comes with the ability to provide an audit trail so no medications are
accessed without documentation.
Looking a bit more toward the enterprise side of things, employee
storage units are now being utilized in co-working environments
where an atypically scheduled workforce may exist. The new demand
from businesses that utilize these workforces is to provide employee
lockers or storage where the employee can choose a different locker
every day with just their keycard. This is a fundamental shift in the
security paradigm—moving away from predetermined access—but it
is available for integration.
That same level of access control can now be used in more places
than just traditional doors. In these co-working environments, the
need to track who used what desk or work space could also be a priority,
and using the same credential on the desk as the storage unit,
with the same flexible technology, is valuable for a business.
Also in the enterprise space is the need to secure server rooms and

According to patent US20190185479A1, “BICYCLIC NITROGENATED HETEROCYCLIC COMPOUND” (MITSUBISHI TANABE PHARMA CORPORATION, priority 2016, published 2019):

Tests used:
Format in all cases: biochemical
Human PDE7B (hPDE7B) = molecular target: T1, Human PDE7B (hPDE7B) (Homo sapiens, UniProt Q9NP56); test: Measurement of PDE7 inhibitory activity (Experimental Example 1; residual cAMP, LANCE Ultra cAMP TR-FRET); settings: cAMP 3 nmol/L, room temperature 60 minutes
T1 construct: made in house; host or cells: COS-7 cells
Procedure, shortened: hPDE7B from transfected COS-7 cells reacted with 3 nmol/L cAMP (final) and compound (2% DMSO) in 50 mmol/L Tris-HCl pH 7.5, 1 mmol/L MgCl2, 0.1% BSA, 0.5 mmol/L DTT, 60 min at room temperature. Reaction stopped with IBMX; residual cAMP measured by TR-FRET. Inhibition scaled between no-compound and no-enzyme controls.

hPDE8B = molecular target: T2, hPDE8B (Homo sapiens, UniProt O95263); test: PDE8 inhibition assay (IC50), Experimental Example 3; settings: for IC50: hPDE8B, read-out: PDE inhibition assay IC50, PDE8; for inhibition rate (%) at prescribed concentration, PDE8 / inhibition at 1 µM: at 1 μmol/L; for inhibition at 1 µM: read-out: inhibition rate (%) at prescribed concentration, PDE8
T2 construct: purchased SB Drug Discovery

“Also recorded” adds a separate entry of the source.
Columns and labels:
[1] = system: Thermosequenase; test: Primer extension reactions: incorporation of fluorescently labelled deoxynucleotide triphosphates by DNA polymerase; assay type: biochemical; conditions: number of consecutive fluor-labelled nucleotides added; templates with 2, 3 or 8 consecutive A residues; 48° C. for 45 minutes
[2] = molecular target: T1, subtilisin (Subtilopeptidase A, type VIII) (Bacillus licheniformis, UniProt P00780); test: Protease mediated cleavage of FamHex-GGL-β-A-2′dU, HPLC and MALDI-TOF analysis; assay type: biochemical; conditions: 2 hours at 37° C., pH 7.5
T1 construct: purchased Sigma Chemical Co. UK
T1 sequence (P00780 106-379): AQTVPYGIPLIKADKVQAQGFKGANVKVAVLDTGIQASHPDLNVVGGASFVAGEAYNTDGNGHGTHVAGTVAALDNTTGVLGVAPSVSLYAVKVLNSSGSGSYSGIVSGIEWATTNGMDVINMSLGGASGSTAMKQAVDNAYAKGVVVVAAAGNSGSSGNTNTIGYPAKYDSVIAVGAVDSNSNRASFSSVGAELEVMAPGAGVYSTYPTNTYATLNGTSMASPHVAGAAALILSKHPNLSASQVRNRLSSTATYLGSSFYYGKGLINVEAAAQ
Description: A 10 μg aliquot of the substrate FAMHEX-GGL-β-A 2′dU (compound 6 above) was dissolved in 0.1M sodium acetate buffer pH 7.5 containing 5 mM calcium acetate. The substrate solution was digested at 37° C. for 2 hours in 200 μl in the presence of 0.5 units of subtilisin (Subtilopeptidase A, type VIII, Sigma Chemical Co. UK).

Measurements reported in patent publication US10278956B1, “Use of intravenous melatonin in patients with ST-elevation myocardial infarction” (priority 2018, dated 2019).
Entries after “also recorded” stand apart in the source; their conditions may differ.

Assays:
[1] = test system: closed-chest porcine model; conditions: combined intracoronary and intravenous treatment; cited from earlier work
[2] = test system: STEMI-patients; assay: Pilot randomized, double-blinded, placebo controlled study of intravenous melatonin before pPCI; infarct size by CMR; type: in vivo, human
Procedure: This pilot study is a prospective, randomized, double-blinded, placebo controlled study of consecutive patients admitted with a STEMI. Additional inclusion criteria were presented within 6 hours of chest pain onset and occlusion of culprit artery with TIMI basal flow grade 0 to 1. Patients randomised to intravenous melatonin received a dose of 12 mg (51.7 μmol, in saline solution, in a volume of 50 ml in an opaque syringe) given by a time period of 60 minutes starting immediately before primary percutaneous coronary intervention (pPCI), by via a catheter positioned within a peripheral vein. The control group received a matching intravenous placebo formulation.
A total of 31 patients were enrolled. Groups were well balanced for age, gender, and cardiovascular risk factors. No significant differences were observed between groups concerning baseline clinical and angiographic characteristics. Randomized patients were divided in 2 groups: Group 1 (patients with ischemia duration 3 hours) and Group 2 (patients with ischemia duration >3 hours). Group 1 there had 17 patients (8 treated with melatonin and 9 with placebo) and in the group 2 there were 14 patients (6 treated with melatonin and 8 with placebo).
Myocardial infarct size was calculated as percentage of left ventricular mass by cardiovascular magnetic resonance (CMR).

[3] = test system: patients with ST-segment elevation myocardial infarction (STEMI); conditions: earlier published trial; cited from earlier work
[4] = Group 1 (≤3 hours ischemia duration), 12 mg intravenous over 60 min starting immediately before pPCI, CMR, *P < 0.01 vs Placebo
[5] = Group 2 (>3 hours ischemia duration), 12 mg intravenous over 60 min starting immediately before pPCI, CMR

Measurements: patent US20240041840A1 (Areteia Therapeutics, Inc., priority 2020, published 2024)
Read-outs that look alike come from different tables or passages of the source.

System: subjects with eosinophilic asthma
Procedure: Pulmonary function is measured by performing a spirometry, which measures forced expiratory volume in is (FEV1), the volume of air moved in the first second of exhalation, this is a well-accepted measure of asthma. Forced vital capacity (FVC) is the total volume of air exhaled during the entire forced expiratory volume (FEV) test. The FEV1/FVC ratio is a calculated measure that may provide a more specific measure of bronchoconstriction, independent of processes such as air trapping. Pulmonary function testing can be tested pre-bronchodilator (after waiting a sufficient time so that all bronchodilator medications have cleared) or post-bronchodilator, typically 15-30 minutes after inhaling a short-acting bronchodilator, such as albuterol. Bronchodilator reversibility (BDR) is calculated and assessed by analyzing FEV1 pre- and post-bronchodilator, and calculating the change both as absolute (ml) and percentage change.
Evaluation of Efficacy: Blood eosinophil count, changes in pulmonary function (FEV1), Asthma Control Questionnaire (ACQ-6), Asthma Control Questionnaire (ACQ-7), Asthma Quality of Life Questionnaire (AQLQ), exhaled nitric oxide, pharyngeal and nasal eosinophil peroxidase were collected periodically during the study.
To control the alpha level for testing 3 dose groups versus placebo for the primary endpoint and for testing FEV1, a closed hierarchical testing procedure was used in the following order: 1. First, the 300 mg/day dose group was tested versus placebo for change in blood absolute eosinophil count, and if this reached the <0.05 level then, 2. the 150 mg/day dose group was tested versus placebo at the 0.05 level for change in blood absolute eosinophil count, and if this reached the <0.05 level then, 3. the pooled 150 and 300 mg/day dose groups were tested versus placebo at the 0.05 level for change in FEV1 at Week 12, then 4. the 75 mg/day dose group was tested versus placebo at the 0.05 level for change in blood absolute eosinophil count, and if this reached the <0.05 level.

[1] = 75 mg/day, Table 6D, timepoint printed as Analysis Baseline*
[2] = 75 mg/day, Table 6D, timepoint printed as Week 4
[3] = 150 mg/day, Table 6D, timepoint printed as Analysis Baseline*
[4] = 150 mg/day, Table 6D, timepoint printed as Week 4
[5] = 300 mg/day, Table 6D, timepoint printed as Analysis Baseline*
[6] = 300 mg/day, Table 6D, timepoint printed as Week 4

server racks. For racks, using the same type of cabinet locks, be they
wireless or wired, provides a facility with solutions to a number of
problems and vulnerabilities.
The locks restrict access to individual cabinets while also recording
the audit trail of who accessed what and when. For locations
that control their own data with onsite servers, this is a critical need
as it allows for a robust level of in-house auditing. For colocation
facilities, it may be even more critical as it allows the service provider
to offer clients the assurance that only the correct people are
accessing their servers.
Further, with server spaces, an additional level of security can be